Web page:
ARCHIVED - Canadian Incidence Study of Reported Child Abuse and Neglect 2008


It is now over fifteen years since the Public Health Agency of Canada (PHAC) created the vision and started to plan for the collection of data concerning child abuse and neglect. The Canadian Incidence Study of Reported Child Abuse and Neglect 2008 (CIS-2008) represents the 3rd cycle of monitoring that commenced in 1998.

Although it may appear unremarkable that PHAC is involved in the collection of this information at a national level, this does represent some particularly important considerations. Child maltreatment is generally regarded as a social problem not normally included in the range of health problems and diseases that are routinely monitored by a public health organization. PHAC has demonstrated leadership in including child maltreatment as part of its regular monitoring of child health in Canada. The CIS-2008 has taken a multidisciplinary approach in involving a range of skills on its National CIS-2008 Steering Committee including professionals from health, education, justice and social service sectors, Aboriginal people, young people, researchers and provincial/territorial representatives. The National CIS-2008 Steering Committee has performed an important role in guiding the planning, implementation and communications activities to support the excellent work of the Research Team and PHAC staff. This approach has assisted in ensuring that the CIS-2008 is responsive to the changing needs of children, promotes professional education and develops greater public understanding of this critical health problem.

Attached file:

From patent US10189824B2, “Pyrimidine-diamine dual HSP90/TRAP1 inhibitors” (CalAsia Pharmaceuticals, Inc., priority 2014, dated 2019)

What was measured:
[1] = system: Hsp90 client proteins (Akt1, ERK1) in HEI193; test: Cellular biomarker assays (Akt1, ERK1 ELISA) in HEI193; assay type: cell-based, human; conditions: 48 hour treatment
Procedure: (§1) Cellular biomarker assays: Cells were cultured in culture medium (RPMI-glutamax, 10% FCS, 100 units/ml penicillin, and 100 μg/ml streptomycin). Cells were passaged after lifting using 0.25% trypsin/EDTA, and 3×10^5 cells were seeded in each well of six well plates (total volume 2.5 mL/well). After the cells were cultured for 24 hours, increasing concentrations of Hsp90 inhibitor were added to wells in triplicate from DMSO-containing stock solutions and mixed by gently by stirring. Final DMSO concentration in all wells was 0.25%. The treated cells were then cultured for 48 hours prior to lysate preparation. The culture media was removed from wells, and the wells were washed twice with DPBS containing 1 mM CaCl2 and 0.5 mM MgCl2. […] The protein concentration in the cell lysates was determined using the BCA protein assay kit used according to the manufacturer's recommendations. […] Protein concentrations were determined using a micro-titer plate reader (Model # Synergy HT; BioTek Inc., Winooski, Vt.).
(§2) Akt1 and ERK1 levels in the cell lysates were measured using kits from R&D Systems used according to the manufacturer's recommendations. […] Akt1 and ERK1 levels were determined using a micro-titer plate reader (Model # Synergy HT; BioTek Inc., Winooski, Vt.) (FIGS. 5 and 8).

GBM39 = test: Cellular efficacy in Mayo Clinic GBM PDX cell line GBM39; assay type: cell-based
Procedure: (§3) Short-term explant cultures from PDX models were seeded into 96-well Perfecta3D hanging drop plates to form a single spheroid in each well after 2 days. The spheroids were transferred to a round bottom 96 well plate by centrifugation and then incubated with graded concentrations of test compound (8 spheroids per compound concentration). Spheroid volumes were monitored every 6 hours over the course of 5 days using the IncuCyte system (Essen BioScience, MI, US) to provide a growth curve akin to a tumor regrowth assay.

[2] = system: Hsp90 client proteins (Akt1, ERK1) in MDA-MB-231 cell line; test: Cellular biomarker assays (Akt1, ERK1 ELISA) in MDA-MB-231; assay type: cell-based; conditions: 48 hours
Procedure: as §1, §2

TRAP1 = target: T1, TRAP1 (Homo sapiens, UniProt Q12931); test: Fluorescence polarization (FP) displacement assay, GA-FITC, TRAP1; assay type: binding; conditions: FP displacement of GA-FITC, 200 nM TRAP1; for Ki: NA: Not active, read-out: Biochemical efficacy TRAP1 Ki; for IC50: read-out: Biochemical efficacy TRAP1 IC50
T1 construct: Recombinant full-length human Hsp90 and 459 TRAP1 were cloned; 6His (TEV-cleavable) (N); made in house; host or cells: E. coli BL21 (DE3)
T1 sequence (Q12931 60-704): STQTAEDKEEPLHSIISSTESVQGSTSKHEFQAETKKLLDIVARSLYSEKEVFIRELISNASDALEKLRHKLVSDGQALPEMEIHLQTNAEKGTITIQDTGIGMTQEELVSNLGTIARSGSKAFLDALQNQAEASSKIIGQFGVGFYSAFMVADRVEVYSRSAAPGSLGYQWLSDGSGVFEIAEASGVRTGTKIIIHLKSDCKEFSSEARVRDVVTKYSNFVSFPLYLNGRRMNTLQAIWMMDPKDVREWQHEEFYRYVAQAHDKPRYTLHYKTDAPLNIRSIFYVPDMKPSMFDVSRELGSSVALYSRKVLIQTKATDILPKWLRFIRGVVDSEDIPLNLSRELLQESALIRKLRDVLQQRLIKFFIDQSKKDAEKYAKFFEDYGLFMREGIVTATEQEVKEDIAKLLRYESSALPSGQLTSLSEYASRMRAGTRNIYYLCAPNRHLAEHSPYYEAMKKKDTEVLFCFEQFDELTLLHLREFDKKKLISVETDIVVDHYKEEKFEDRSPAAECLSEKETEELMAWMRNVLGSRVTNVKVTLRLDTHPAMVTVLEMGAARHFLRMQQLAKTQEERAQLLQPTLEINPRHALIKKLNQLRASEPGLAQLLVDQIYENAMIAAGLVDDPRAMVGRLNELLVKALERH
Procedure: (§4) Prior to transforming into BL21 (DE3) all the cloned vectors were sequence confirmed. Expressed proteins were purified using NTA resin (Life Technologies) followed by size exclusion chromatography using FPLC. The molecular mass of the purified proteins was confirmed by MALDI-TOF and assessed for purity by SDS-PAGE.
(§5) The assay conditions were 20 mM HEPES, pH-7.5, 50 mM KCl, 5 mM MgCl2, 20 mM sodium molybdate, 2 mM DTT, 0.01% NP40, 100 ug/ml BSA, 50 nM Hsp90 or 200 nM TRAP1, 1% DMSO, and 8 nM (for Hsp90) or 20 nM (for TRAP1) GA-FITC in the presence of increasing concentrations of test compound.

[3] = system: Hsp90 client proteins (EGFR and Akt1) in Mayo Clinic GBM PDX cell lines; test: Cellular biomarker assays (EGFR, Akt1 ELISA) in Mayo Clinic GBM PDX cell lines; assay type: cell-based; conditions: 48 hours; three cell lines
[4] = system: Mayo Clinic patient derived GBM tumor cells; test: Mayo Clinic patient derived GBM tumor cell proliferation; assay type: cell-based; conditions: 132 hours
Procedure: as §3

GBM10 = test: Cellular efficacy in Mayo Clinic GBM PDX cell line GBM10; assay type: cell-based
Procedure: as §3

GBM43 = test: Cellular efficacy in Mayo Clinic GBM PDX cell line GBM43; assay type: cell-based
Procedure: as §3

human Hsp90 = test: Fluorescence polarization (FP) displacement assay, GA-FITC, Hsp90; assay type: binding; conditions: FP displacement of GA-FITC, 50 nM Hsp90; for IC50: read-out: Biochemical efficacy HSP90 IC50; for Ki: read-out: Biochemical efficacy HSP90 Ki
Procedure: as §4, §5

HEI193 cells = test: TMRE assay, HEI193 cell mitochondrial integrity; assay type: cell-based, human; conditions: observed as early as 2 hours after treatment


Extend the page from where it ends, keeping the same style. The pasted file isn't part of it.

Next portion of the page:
The CIS-2008 provides national data. This is a significant accomplishment and is important for many reasons. The vast majority of child welfare information is available only at a provincial or territorial level and cannot be aggregated. As a consequence, our understanding of key themes and trends in child development is limited and it is not possible to determine how Canadian children are doing. The collection of national data on this important health problem is a notable exception. It is very gratifying that all provinces and territories have been active participants in the CIS-2008, and a number of provinces have taken the opportunity to expand their sample to create their own reports. A similarly encouraging development has been the growth of the First Nations component of the study to focus on the unique circumstances of First Nations children.

We want to take this opportunity to thank all the members of the National CIS-2008 Steering Committee for their tireless effort and dedication to the cause of improving the lives of vulnerable Canadian children. It has been an honour to co-chair such important work with this impressive group. We are highly appreciative of the tremendous work of the group of talented researchers located in universities across Canada who have made the CIS-2008 possible.

Canada’s efforts to support children and families must be based on a strong body of evidence for what works best. Continued investments in monitoring and knowledge development are required to allow Canadians to track how our children are doing.

The CIS-2008 is an outstanding example of highly relevant data collection on a compelling aspect of child development. It enables Canadians, governments and organizations to make informed decisions about the best policies and most appropriate programs for children and their families. The findings help promote an open discussion of child protection concerns in order to understand how we can best prevent and intervene in child maltreatment, and work toward its elimination.

Anne-Marie Ugnat, PhD & Peter Dudding, MM, MSW, RSW

National CIS-2008 Steering Committee

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